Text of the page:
Today marks the 200th Anniversary of the first publication of Frankenstein (or, The Modern Prometheus). It's a book many of us were assigned to read. As with any book, your mileage will vary. Absolutely, that seems to depend upon interpretations and baggage brought to the book.
It is true that I am a fan of the Frankenstein films from Universal that appeared in 1932 and onward, but I'd read Shelley's book twice before seeing the first movie circa 1997. My Freshman year of high school I *absolutely* grokked the "wretch's" perspective and Victor's craziness, and of course the romantic torment that befalls them all.
My sophomore year in college, I was as surprised as anyone else when I felt the desire to read the book again (and did so partially over Spring Break). Unfortunately my schedule wouldn't match up with a "History of Sci-Fi" class which covered the book and the circumstances of its creation in depth. Somewhere in between I read it again, and again in 2015 or 16 I listened to an audiobook of the novel for my Halloween read.
There's no small amount of mythologizing the writing of the book. Lord Byron, terrible weather, castles, late-night parties and all that. Mary Wollstonecraft Shelley and her husband, the poet Percy Shelley, were definitely some deeply interesting people - and I'm not sure we've seen anyone like them in this generation, but the rock'n'roll stories of the late 60's through the early 80's might provide some interesting points of comparison. I won't rehash more here, but if you've seen the beginning of Bride of Frankenstein, it's as good a point as any to start from as Elsa Lanchester plays Mary Shelley.
One of those things that seems like a factoid when you're younger and becomes an absolutely mind-boggling fact when you're older: Mary Shelley was about 18 when she wrote Frankenstein: The Modern Prometheus, changing literature and creating science-fiction. When I was eighteen I was mostly failing Italian at UT and getting confused by vending machines.
Some have argued that Mary Shelley received assistance from her husband in compiling the book, and that may be true. I'm not sure it matters. She wasn't the first or last writer to receive help, and we all need an editor (except me, here, at this blog).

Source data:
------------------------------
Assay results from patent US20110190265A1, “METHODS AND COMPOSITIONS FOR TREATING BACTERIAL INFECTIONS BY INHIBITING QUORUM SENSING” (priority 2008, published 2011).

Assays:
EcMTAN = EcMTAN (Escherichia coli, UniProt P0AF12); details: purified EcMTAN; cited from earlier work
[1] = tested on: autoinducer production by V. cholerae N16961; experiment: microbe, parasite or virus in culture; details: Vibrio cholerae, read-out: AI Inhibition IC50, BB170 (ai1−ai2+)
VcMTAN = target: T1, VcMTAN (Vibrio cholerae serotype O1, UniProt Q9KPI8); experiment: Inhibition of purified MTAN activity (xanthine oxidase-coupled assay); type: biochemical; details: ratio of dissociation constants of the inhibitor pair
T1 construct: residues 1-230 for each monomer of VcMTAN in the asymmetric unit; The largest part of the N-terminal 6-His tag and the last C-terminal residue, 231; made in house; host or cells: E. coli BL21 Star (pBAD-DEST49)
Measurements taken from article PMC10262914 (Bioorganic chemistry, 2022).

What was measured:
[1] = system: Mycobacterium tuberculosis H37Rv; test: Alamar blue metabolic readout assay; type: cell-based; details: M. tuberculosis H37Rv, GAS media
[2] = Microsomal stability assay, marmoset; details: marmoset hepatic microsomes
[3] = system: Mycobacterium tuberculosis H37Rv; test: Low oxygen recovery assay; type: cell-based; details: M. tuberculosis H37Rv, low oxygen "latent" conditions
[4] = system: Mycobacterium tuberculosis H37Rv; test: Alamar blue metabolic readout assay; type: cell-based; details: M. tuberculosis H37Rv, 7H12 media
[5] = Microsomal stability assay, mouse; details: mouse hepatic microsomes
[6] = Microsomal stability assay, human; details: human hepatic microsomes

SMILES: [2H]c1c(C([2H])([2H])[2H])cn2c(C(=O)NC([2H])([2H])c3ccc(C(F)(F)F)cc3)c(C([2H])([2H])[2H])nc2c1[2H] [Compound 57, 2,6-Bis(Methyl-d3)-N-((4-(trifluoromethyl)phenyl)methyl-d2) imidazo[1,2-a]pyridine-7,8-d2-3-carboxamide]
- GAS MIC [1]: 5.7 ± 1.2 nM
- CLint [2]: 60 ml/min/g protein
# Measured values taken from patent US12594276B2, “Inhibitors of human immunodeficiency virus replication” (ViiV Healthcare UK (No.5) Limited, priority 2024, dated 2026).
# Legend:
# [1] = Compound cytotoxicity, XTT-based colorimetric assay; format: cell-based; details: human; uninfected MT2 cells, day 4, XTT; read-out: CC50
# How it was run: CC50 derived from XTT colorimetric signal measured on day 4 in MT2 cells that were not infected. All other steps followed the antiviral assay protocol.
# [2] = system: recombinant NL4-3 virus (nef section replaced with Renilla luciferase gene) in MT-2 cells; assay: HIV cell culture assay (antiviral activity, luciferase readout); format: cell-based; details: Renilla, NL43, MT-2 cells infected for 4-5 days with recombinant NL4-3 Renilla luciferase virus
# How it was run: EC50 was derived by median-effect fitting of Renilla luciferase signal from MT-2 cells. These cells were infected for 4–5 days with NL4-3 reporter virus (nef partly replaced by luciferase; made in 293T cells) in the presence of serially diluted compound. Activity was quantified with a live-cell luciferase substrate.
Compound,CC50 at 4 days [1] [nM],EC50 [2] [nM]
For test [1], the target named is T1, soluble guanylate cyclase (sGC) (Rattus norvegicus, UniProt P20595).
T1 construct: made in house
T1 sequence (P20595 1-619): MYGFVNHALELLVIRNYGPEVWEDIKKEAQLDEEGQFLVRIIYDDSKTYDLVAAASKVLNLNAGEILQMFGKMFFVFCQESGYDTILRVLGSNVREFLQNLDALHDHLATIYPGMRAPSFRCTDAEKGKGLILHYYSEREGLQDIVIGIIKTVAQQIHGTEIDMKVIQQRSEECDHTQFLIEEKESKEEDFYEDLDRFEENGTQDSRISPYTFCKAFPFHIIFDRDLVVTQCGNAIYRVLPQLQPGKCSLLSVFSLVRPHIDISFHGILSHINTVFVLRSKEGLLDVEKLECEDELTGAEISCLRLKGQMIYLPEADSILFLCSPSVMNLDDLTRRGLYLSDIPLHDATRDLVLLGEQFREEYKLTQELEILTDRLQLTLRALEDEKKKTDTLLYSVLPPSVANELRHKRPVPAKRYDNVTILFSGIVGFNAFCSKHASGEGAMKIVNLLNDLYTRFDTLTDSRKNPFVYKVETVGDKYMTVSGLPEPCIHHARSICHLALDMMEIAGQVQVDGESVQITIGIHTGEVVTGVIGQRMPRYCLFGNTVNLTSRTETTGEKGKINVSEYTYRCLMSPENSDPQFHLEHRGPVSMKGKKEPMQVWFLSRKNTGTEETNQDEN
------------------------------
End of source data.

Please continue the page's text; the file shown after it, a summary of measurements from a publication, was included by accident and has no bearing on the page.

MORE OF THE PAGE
I do find Frankenstein a sort of personality test, maybe a Rorschach test, depending on how people feel about the characters and content. Not that many years ago I had a long conversation, completely out of the blue, with a high school English teacher who was groaning that she was having to teach the book. "It's all whining!" she said. "No one is happy!"
"Yeah," I said. "And that's why it's perfect for high school. You didn't ask to be brought into this world, and it seems you're getting kicked around by everyone else's rules and whims, but all you did was show up. And when you do get some power and start making demands, everyone freaks out. What high schooler *shouldn't* get that?"
If I swayed that random high school teacher, I'll never know. But I've seen articles about how the book is a feminist screed about the fears of childbirth and rearing children (I'm not sure I buy that reading, but it's got its place). And there are plenty of others out there.
What does matter is the deep impact Frankenstein has made on the world - bringing a kind of speculative, science-fiction to the world, extrapolating from theory and hypotheses of the day, just as science fiction has continued to adopt and adapt the frontiers of knowledge in every generation since. And, of all the science fiction since, it's also the ideal for how we think of the relationship between fiction and progress: what are the longterm effects of this thing we believe we can do? And are we ready for it? Victor Frankenstein lived, horribly, to see what would happen in the aftermath of his experiments and advances. What aren't we anticipating? If only we thought about these things more in how we deploy technology every day.
|a signed copy of Bernie Wrightson's illustrated version of Frankenstein is a personal prized possession|